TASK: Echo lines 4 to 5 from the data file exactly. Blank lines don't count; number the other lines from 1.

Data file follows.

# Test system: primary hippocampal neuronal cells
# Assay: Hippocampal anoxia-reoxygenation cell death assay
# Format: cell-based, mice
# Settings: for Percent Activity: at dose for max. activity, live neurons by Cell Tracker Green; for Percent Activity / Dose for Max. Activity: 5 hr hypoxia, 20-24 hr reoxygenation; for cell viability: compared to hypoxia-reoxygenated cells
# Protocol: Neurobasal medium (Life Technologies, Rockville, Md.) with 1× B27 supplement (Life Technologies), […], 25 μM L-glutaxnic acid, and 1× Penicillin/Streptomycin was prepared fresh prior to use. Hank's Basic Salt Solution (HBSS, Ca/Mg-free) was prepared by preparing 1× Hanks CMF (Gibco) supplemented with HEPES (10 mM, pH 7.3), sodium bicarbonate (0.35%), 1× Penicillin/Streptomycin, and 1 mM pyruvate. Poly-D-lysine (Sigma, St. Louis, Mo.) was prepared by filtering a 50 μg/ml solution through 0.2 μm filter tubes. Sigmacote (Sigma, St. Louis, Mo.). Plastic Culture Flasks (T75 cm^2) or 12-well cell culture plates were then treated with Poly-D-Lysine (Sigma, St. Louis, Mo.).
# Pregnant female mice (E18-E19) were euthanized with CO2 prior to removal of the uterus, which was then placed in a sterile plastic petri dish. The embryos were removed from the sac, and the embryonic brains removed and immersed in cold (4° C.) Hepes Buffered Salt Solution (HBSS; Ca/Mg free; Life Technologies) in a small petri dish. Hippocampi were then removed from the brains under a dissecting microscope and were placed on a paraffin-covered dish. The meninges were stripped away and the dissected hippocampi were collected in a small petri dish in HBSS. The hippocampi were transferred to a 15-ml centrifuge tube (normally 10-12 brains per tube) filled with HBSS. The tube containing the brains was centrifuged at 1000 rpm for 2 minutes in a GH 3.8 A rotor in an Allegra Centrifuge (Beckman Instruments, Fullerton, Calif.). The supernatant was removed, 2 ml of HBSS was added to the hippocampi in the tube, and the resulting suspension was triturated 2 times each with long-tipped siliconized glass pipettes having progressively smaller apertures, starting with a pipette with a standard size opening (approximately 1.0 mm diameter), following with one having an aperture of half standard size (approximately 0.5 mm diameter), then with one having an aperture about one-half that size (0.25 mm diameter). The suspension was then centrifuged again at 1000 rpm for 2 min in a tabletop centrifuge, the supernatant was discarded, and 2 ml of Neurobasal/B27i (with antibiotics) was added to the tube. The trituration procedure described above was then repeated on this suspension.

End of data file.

# Settings: for Percent Activity: at dose for max. activity, live neurons by Cell Tracker Green; for Percent Activity / Dose for Max. Activity: 5 hr hypoxia, 20-24 hr reoxygenation; for cell viability: compared to hypoxia-reoxygenated cells
# Protocol: Neurobasal medium (Life Technologies, Rockville, Md.) with 1× B27 supplement (Life Technologies), […], 25 μM L-glutaxnic acid, and 1× Penicillin/Streptomycin was prepared fresh prior to use. Hank's Basic Salt Solution (HBSS, Ca/Mg-free) was prepared by preparing 1× Hanks CMF (Gibco) supplemented with HEPES (10 mM, pH 7.3), sodium bicarbonate (0.35%), 1× Penicillin/Streptomycin, and 1 mM pyruvate. Poly-D-lysine (Sigma, St. Louis, Mo.) was prepared by filtering a 50 μg/ml solution through 0.2 μm filter tubes. Sigmacote (Sigma, St. Louis, Mo.). Plastic Culture Flasks (T75 cm^2) or 12-well cell culture plates were then treated with Poly-D-Lysine (Sigma, St. Louis, Mo.).